PARIS — Underscoring the notion that creativity thrives in tough times, the credit crunch has spawned a new wave of independent style magazines in Europe.
Against a ravaged media landscape that has seen many titles close or downsize comes a wave of buzzy new titles, including Twin, Glass, Perfect, Test, Grey and Candy, the latter billing itself as the world’s first “transversal” style magazine celebrating transvestites, transsexuals, cross-dressers and androgyny. Limited to 1,000 copies, the first issue features never-before-seen shots by Bruce Weber of Candy Darling taken in the Seventies.
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Penny Martin, a professor at the London College of Fashion and editor in chief of the new biannual print magazine The Gentlewoman (sister publication of Fantastic Man), which launched last month, noted a spate of new titles often follows a recession. “I’m not at all surprised that interesting publishing projects are cropping up in tough times,” said Martin, mentioning i-D, The Face and Blitz at the start of the Eighties and magazines such as Dazed & Confused and Ray Gun at the start of the Nineties.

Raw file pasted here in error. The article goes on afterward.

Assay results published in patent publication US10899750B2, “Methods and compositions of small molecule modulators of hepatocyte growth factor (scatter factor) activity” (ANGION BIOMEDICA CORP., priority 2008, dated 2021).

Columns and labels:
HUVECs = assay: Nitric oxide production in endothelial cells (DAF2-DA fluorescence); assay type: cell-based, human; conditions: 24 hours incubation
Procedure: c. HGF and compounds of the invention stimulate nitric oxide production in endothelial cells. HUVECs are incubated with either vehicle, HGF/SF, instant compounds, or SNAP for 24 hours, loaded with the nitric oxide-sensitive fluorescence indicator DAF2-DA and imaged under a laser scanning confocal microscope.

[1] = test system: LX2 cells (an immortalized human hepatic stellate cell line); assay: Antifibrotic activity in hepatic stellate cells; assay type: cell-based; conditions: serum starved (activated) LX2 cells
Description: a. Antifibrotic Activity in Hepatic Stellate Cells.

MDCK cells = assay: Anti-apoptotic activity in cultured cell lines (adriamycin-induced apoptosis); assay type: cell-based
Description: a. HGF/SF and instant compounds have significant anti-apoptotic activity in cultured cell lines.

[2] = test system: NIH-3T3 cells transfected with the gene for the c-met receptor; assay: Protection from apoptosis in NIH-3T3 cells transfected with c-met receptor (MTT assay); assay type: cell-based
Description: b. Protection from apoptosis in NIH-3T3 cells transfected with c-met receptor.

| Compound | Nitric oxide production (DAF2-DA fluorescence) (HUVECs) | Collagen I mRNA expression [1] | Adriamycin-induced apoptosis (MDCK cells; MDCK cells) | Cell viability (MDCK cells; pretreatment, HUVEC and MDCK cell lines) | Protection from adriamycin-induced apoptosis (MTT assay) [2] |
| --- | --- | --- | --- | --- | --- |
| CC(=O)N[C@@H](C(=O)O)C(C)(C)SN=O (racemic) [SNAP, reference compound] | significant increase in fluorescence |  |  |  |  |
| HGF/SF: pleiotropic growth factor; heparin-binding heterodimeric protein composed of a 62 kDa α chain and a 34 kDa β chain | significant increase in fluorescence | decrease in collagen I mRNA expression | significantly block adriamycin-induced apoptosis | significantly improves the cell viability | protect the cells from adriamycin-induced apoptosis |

Of the new league of magazines, several are the fruits of editors already holding down major day jobs — and many resemble coffee-table books rather than something you toss in your handbag. Cover prices range from around $11 to $30.
The team behind the new hardback biannual Twin, for instance, which bills itself as more of a book than a magazine, includes British Vogue’s Aimée Farrell and Francesca Gavin, who is also art editor of Dazed & Confused and Elle U.K., and was founded by Rebecca Smith, former creative director of Lula Magazine.